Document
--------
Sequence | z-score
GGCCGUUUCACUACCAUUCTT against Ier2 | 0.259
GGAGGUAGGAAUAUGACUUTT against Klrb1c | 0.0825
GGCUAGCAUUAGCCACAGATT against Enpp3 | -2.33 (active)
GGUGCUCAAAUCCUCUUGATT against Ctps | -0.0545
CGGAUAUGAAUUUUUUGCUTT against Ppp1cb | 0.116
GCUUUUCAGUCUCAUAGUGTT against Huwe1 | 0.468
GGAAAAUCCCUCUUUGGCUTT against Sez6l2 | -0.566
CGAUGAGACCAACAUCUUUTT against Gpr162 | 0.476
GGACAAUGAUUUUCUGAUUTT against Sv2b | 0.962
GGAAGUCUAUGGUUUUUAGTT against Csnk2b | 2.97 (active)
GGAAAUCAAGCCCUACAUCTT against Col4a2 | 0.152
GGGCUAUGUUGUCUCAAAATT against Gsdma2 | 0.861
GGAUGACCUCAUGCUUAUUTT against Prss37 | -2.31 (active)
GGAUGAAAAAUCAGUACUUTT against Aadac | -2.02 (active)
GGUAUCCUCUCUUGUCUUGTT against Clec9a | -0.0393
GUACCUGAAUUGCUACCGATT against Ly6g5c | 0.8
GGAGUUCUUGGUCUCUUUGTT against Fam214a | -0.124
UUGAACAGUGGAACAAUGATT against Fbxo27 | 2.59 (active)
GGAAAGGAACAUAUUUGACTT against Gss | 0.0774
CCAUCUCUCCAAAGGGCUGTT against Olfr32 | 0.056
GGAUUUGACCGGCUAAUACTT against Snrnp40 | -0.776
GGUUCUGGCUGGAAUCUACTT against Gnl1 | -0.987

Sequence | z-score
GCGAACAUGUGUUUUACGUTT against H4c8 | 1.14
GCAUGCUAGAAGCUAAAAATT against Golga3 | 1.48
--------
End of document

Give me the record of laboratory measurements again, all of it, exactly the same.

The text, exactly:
Sequence | z-score
GGCCGUUUCACUACCAUUCTT against Ier2 | 0.259
GGAGGUAGGAAUAUGACUUTT against Klrb1c | 0.0825
GGCUAGCAUUAGCCACAGATT against Enpp3 | -2.33 (active)
GGUGCUCAAAUCCUCUUGATT against Ctps | -0.0545
CGGAUAUGAAUUUUUUGCUTT against Ppp1cb | 0.116
GCUUUUCAGUCUCAUAGUGTT against Huwe1 | 0.468
GGAAAAUCCCUCUUUGGCUTT against Sez6l2 | -0.566
CGAUGAGACCAACAUCUUUTT against Gpr162 | 0.476
GGACAAUGAUUUUCUGAUUTT against Sv2b | 0.962
GGAAGUCUAUGGUUUUUAGTT against Csnk2b | 2.97 (active)
GGAAAUCAAGCCCUACAUCTT against Col4a2 | 0.152
GGGCUAUGUUGUCUCAAAATT against Gsdma2 | 0.861
GGAUGACCUCAUGCUUAUUTT against Prss37 | -2.31 (active)
GGAUGAAAAAUCAGUACUUTT against Aadac | -2.02 (active)
GGUAUCCUCUCUUGUCUUGTT against Clec9a | -0.0393
GUACCUGAAUUGCUACCGATT against Ly6g5c | 0.8
GGAGUUCUUGGUCUCUUUGTT against Fam214a | -0.124
UUGAACAGUGGAACAAUGATT against Fbxo27 | 2.59 (active)
GGAAAGGAACAUAUUUGACTT against Gss | 0.0774
CCAUCUCUCCAAAGGGCUGTT against Olfr32 | 0.056
GGAUUUGACCGGCUAAUACTT against Snrnp40 | -0.776
GGUUCUGGCUGGAAUCUACTT against Gnl1 | -0.987

Sequence | z-score
GCGAACAUGUGUUUUACGUTT against H4c8 | 1.14
GCAUGCUAGAAGCUAAAAATT against Golga3 | 1.48